We left the lighthouse and, after stopping at a scenic overpass to photograph vineyards we wouldn't visit, returned to Traverse City and that parking garage. We met her brother and his girlfriend in a bar --- I'm not sure which, but for some reason my mind has preserved the recollection that I got a Commodore Perry IPA, part of my ongoing attempt to try out beers by grabbing whatever words I first recognize on the list --- where we learned they had enjoyed a tolerably warm night and had been shopping during the day. She'd gotten a new dress. He'd gotten a new hat. This hat would be almost as big a topic of conversation as his relationship with Siri on his new iPhone.
See, he got your classic steampunk-y style tall hat, something that manages that blend of being kind of out of his style but also kind of fitting into it because it's just the right amount out of his style. We couldn't stop looking at it. Passers-by couldn't stop looking at it. I don't know if he's still months later wearing it but there's a good shot he is and he's probably still, even in the heart of Brooklyn, getting comments on it.
Though the bar was fine for a couple drinks it wasn't really a dinner spot, so, her brother walked up to some people who were playing darts and asked them where they'd go for dinner. They told him he had an awesome hat. That's just the world that he lives in. He managed some remarkable feats of small talk in scouting out where people would go for a not-too-pricey dinner and figured out on a restaurant a couple of blocks west. (We actually got the address and then had to rely on one of the tourist bureau's maps on the street because somehow we managed to get lost and Siri was being amusingly unhelpful for her brother.)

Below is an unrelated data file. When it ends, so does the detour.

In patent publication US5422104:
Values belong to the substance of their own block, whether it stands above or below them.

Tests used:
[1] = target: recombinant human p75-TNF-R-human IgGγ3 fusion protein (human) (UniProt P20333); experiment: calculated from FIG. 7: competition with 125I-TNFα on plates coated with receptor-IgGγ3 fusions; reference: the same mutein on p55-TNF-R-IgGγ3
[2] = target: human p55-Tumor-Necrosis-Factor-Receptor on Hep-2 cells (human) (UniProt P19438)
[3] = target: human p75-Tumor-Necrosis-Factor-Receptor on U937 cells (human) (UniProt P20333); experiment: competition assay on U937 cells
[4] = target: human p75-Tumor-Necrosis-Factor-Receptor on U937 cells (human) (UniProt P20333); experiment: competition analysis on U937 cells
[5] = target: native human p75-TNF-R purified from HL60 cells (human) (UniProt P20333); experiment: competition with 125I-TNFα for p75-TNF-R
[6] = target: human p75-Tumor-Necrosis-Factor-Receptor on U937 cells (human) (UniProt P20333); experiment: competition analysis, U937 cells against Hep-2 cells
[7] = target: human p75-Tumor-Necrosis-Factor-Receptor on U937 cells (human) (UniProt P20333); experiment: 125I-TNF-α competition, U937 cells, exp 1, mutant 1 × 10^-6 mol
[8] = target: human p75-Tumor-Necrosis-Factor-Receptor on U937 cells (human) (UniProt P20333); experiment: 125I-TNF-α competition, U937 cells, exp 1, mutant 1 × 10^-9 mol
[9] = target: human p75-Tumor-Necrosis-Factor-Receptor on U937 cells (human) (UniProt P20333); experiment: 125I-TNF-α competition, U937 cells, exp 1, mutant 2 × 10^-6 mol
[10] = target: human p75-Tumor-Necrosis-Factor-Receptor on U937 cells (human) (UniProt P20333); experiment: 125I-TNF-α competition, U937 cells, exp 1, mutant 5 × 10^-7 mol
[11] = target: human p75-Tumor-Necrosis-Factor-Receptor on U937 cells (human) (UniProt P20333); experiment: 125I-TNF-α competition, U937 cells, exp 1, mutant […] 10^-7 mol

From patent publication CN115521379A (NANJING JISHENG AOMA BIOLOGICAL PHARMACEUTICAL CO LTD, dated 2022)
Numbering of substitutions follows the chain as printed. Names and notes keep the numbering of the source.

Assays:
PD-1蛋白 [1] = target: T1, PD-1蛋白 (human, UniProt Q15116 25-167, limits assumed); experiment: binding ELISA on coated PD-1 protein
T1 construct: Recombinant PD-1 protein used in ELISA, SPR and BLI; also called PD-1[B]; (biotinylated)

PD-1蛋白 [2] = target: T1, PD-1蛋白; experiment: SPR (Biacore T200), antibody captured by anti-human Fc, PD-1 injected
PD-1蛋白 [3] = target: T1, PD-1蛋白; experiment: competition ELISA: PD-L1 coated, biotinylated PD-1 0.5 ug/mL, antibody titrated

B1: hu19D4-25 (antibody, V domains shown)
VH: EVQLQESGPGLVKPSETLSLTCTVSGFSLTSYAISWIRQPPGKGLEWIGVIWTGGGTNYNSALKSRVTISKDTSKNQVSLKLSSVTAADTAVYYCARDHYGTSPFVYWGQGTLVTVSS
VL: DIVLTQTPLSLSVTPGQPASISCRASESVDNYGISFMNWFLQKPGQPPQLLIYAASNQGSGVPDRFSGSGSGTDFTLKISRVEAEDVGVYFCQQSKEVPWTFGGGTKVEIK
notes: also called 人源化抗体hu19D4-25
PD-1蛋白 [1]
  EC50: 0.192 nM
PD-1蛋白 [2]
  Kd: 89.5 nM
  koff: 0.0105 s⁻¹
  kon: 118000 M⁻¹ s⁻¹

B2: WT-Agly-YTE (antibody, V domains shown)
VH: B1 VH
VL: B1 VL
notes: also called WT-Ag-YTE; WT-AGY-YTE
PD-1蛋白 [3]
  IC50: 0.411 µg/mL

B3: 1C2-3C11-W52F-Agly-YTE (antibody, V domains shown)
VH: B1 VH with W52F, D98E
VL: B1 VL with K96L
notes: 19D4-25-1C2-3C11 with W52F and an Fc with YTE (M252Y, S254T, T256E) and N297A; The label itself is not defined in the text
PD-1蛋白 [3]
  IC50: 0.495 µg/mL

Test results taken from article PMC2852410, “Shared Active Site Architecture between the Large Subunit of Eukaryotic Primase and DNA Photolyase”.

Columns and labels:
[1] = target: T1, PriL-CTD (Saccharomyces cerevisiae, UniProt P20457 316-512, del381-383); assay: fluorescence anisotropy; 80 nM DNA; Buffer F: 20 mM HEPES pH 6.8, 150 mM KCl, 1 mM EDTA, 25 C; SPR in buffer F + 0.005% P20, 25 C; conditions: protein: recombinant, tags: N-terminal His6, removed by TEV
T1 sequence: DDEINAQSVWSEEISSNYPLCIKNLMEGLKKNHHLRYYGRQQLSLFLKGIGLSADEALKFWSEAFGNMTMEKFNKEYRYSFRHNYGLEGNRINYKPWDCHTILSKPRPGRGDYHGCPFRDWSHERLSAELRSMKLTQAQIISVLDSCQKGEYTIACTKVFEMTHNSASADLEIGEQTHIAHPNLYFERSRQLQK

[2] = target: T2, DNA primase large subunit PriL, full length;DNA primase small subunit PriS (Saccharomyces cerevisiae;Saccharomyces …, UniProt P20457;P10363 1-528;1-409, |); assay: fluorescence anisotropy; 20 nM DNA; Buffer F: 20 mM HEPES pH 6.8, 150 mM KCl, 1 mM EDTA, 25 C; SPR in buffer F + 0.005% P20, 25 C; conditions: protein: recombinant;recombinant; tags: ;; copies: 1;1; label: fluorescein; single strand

We got a spot on the restaurant's patio, a couple tables away from some guys playing guitar and one drummer whom we supposed was probably actually with the band. And we talked about various things (eg, her brother explained how a waiter would card a group that contained some clearly-legal and some maybe-possibly-questionable folks without being embarrassing), most notably our sharing our experiences at Conneaut Lake Park. Her brother, who's been infected with the love of carousels which bunny_hugger shared, wanted also to talk about those. (He's even giving some carousel tours to people who donated to his Indiegogo project.) He even mentioned how her fascination with and fandom for carousels and band organs and the like put her into a particularly interesting part of the counter-culture. She rejected the idea that this keen interest in a section of Americana put her in the counter-culture. ``That's just culture,'' she insisted.
We moved inside, after dinner and after the performances finished, to carry on talking for a while longer and to make rough plans for what we'd do the next day. bunny_hugger had wanted to bring me to the Sleeping Bear Dunes for ages, and her brother's girlfriend had never bee either, and we gathered together rough ideas of how we'd meet up and share part of the day.
We wandered out, managing to not forget his girlfriend's dress despite a false start, and down the neon-lit buildings of Front Street.
Trivia: The Board of Proprietors of West New Jersey (owners of all unclaimed land in the western half of the colony-then-state) have issued dividends --- granting warrants to land --- to Proprietors seven times, most recently in 1859. Source: New Jersey From Colony To State, 1609 - 1789, Richard P McCormick. (They still exist, having merged about fifteen years back with the Proprietor of East New Jersey at last.)
Currently Reading: Road to Revolution, Avrahm Yarmolinsky.